Yes, we were not in the EU 40 years ago, but the World has moved on since. The EU was not as important a player on the world stage then. This nostalgia for the past argument is turning the clock back to a world that no longer exists.
      How does putting up barriers to business with our largest and closest market, creating scores of complications for people trying to move around Europe, abandoning the trade deals with about 80% of the world, distancing ourselves from co-operating with our closest neighbours on environmental, research and security, diminishing the UK’s influence in the world, make our country great again, as you put it?
      The Referendum result has been hijacked by a group (mainly inside the Conservative party) who want a complete separation from Europe so destroying the spirit of co-operation and progress we have made in coming together since the last war.

    • Oh how I agree with NJ – similar initials to myself, so no wonder I have the same viewpoint! I agree with Nick that we shouldn’t give up on trying to reverse Brexit. Only 37% of the electorate voted for what was an undefined Brexit. Now that much more information is available, including the hypocrisy of the Brexiters promises, just to get the vote, then there must be a new vote. Let’s face it, that’s how democracy works. We change our minds as new events unfold. Were that not so then only one party would always be in power. Personally, I do not favour referendums as we elect our MPs to make such decisions and if we don’t like them then we vote them out. That is democracy. That is why I say that this government is just playing with democracy when they agree to a final vote and then say that vote is Deal or No-Deal. The National Union of Students (I was a member many decades ago) should insist that there must be a third option – Remain in the EU. In Parliament there could be a vote on Deal or No-Deal, PROVIDED that a No-Deal would result in a No-Deal versus Remain referendum.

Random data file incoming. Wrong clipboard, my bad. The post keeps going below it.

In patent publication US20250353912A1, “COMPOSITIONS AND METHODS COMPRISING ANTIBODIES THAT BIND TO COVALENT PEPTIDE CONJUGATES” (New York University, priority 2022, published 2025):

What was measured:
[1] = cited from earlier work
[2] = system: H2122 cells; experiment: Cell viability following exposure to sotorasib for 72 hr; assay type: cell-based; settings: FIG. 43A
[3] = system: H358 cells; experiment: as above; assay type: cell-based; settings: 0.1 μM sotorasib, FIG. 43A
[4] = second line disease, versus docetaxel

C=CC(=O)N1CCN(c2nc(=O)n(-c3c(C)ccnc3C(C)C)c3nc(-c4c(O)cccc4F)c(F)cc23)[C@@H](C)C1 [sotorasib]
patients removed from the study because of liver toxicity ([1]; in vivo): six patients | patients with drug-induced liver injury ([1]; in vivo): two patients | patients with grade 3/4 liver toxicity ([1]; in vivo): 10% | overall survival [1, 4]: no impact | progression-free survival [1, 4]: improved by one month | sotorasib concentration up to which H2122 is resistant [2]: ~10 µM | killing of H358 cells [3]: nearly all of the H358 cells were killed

Alex Wilson also makes strong arguments for remaining in the EU. Europe is made up of many proud nations, which is why the EU is so difficult to run. However, we are acutely aware of competition turning into war which is why the spirit of Winston Churchill gave rise to the EU as an agent by which we could ensure Peace in Europe – and it has.